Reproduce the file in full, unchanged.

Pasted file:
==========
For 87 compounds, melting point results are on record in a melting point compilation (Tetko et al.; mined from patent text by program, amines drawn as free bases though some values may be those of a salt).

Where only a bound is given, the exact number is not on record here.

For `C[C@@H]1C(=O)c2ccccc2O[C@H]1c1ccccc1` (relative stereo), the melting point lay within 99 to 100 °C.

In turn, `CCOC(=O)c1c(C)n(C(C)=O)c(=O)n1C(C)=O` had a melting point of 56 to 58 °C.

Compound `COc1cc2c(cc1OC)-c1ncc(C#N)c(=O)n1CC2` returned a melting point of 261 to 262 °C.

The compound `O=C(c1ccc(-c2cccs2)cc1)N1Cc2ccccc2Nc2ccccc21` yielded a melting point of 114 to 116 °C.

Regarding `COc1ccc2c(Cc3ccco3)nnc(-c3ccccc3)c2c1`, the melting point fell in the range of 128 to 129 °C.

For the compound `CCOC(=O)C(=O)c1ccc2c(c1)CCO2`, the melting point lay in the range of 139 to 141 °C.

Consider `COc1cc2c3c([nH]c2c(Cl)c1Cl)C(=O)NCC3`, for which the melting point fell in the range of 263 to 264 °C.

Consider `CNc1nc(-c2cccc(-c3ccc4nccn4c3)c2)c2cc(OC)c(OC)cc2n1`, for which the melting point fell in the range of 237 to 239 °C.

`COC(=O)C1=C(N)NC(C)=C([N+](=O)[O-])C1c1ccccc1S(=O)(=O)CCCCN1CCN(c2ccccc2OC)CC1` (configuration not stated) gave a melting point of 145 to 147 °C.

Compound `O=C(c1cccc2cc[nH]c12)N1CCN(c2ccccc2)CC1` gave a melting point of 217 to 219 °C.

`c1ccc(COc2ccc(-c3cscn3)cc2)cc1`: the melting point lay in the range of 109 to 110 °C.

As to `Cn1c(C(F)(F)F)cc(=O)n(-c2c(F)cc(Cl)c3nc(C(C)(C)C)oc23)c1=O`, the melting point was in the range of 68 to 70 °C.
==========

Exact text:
For 87 compounds, melting point results are on record in a melting point compilation (Tetko et al.; mined from patent text by program, amines drawn as free bases though some values may be those of a salt).

Where only a bound is given, the exact number is not on record here.

For `C[C@@H]1C(=O)c2ccccc2O[C@H]1c1ccccc1` (relative stereo), the melting point lay within 99 to 100 °C.

In turn, `CCOC(=O)c1c(C)n(C(C)=O)c(=O)n1C(C)=O` had a melting point of 56 to 58 °C.

Compound `COc1cc2c(cc1OC)-c1ncc(C#N)c(=O)n1CC2` returned a melting point of 261 to 262 °C.

The compound `O=C(c1ccc(-c2cccs2)cc1)N1Cc2ccccc2Nc2ccccc21` yielded a melting point of 114 to 116 °C.

Regarding `COc1ccc2c(Cc3ccco3)nnc(-c3ccccc3)c2c1`, the melting point fell in the range of 128 to 129 °C.

For the compound `CCOC(=O)C(=O)c1ccc2c(c1)CCO2`, the melting point lay in the range of 139 to 141 °C.

Consider `COc1cc2c3c([nH]c2c(Cl)c1Cl)C(=O)NCC3`, for which the melting point fell in the range of 263 to 264 °C.

Consider `CNc1nc(-c2cccc(-c3ccc4nccn4c3)c2)c2cc(OC)c(OC)cc2n1`, for which the melting point fell in the range of 237 to 239 °C.

`COC(=O)C1=C(N)NC(C)=C([N+](=O)[O-])C1c1ccccc1S(=O)(=O)CCCCN1CCN(c2ccccc2OC)CC1` (configuration not stated) gave a melting point of 145 to 147 °C.

Compound `O=C(c1cccc2cc[nH]c12)N1CCN(c2ccccc2)CC1` gave a melting point of 217 to 219 °C.

`c1ccc(COc2ccc(-c3cscn3)cc2)cc1`: the melting point lay in the range of 109 to 110 °C.

As to `Cn1c(C(F)(F)F)cc(=O)n(-c2c(F)cc(Cl)c3nc(C(C)(C)C)oc23)c1=O`, the melting point was in the range of 68 to 70 °C.